On the day before the fight, I share the elevator down to the main floor with Maia. My curiosity is killing me, and I want to ask him how he plans to get Silva to the ground, but then decide against it, not wanting to be tactless. Grim faced and in sweats, he is in the final hours before making weight. As we get off the elevator, we see Silva coming down the hallway with his entourage in tow. The scene is awkward, and I wonder if they will ignore each other. Silva takes the initiative and comes right up, thrusting himself abruptly into Maia’s personal space, grasping his hand while bowing and smiling, never breaking eye contact. Maia, who is the most impeccably polite man you’ll ever meet, simply nodstersely. The whole uncomfortable scene only lasts an instant, but I sense that Silva, who has a way of psyching out his opponents while appearing to be nice, was playing the scene for some subtle psychological advantage. If that was his intent, Maia is unmoved as Silva whirls past us and down the hall.
EARNING YOUR MONEY
Managers are like lawyers. Everybody talks bad about them until they need a good one to get themselves out of hot water. Then they’re priceless. This thought goes through my mind as I watch Dana White scowling from the podium at the post-fight press conference. Next to him is Silva, looking like the cat that ate the canary, and his co-manager Ed Soares.
Rather than the usual upbeat recap of the performance statistics of the event (attendance, live gate receipts, fighter bonuses, etc.), Dana had begun the press conference by calling Silva’s performance in the night’s main event a disgrace. Silva won the match, but did so while dancing and showboating, never once showing a willingness to engage Maia or to take the risks necessary to finish him. It was more a clinic on how to stay away and infuriate a live audience than a fight. Maia, for his part, was unable to corner the fleet-footed champ and was reduced to blindly cha
sing him around the ring for 25 minutes, trying to—of all things—induce Anderson to slug with him. It was a brave albeit ineffective performance, and even though he had come up short, at least Maia seemed willing to fight. By the end of the bout, the crowd had turned solidly in his favor. The snoozer of a main event marred an otherwise excellent night of fights.
Frankie Edgar, who nobody had given a snowball’s chance of winning, had used his speed and quickness to win a razor thin decision over BJ Penn. On any other night, this would have been the big story. I feel bad that his moment of glory was being overshadowed by the hijinks in the main event.
Renzo Gracie had come up short in his fight with Hughes and been stopped with only seconds left in the final round. He’d fought bravely but seemed all of his 43 years of age, and it was questionable whether he would fight again. Even in defeat, the beloved Gracie was treated warmly by the crowd and exited the stadium to a huge ovation.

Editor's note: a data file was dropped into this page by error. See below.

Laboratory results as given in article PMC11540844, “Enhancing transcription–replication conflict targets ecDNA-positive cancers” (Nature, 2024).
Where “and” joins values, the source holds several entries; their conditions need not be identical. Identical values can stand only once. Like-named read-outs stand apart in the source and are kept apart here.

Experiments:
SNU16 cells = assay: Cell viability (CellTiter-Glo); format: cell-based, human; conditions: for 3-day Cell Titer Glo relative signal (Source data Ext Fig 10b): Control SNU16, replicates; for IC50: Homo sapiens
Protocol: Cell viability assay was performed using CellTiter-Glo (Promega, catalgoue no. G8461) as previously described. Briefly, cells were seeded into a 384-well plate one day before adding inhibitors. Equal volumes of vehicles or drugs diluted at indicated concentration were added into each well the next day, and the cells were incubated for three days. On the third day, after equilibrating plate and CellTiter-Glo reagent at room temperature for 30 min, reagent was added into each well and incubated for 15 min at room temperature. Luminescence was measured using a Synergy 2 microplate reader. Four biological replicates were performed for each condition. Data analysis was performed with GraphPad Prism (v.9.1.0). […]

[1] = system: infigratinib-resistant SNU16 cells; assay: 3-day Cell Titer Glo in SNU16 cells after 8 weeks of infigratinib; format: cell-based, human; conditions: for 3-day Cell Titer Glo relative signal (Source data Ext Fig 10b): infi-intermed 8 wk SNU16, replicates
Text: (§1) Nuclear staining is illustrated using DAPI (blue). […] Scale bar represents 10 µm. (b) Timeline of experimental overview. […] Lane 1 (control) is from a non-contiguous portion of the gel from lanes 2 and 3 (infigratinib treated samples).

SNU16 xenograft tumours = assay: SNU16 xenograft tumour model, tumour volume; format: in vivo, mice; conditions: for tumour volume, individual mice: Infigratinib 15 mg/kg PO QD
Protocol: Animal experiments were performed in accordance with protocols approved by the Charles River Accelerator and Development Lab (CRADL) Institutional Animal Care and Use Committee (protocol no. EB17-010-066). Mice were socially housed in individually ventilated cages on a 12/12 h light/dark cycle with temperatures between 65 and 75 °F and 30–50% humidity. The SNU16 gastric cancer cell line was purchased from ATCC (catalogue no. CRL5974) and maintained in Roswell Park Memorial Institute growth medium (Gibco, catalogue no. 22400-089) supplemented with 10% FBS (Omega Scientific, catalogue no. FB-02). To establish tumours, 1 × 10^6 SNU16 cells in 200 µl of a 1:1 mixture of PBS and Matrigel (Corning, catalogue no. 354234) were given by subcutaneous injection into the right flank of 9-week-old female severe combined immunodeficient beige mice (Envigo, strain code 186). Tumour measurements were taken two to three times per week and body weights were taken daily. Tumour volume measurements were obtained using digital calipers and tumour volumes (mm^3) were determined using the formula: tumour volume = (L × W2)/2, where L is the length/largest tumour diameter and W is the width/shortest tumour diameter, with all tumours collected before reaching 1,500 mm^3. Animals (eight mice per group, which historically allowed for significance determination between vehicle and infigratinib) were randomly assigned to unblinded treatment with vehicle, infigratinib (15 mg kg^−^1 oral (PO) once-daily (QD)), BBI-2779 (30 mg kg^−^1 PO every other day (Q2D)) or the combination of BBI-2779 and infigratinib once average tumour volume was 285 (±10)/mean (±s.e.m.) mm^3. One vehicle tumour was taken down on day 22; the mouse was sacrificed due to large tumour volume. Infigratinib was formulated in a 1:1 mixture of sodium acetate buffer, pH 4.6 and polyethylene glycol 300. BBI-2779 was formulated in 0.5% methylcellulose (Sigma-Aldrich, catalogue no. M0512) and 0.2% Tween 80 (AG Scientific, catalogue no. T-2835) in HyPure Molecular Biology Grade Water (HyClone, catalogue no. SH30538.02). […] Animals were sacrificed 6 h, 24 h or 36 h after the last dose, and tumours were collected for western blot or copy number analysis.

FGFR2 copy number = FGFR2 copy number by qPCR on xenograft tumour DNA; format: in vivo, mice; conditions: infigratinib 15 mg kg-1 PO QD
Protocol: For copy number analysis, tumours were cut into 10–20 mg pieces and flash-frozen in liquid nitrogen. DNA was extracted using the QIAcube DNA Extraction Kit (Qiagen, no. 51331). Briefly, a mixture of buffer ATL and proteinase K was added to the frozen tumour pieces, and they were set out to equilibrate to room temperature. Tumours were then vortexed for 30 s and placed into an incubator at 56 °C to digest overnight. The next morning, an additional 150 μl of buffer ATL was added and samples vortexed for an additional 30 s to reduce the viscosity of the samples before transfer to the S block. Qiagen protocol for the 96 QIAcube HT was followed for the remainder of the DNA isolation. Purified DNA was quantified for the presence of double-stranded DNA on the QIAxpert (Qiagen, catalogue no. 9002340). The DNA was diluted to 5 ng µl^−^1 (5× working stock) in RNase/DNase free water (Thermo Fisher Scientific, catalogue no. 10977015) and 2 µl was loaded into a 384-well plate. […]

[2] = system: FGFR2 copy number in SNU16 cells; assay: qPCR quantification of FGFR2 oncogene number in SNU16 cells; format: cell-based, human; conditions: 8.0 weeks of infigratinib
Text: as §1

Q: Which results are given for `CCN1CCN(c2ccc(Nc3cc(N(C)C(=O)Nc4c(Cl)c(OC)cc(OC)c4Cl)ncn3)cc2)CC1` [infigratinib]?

But unfortunately for everyone involved, and for all the wrong reasons, Silva and his inexplicable and maddening performance overshadowed everything else. Dana was so embarrassed by the main event in front of his new business partners , he left the fight early and was at his fuming best at the podium before the press.
“You and Ed are about to earn your money,” I say to Jorge Guimaraes, Ed Soares’ business partner and Silva’s co-manager, who is next to me near the back of the room. He shakes his head before nodding back to me in weary agreement. As the press conference continues, Soares goes into spin control, translating for Silva and placating Dana. This is no easy trick, but Soares navigates the waters with aplomb. I do wonder though, how faithfully he translates Silva’s Portuguese answers during the press conference. I suspect there might be the occasional softening.
Silva would go on to say that he wanted to punish Maia for things Demian said pre-fight, making him suffer 25 minutes of domination. The fight was one-sided and he had, in fact, done some damage to Maia, but knocking him out would have made the clearer statement. Also, remembering the encounter at the hotel, Silva having a grudge with Maia doesn’t add up. A more likely explanation was how Guimaraes later explained it.
According to Guimaraes, Silva had told him he was hesitant to engage Maia because he didn’t want a repeat of his Ryo Chonan debacle in Japan in 2004. In that fight, Silva had been winning easily but then was caught with a dramatic heel hook in the final round. It was Silva’s last loss and one that was fresh in his mind, according to Guimaraes.
Apart from White’s anger, the press conference takes on a subdued, surreal quality, and it is unclear whether the event has been a success or not. As time passed, the event would come to be seen as a big success. The enormity of Edgar’s achievement would eventually get recognized, and the quality of the rest of the card outweighed the main event in most people’s minds.
Even the emotional Dana mellowed in the event’s aftermath. He later called the event a success and even a career highlight, albeit one with “one of shittiest main events ever.” That’s Dana—plain speaking, sometimes to a fault—and he and Silva present fitting foils as I watch them together at the press conference: Dana with everything on the surface, all brute force and emotion, the brusque angry boss. Anderson, chastened but coy. One of the sports chosen few, always playing his cards close to the chest, inscrutable as the Sphinx.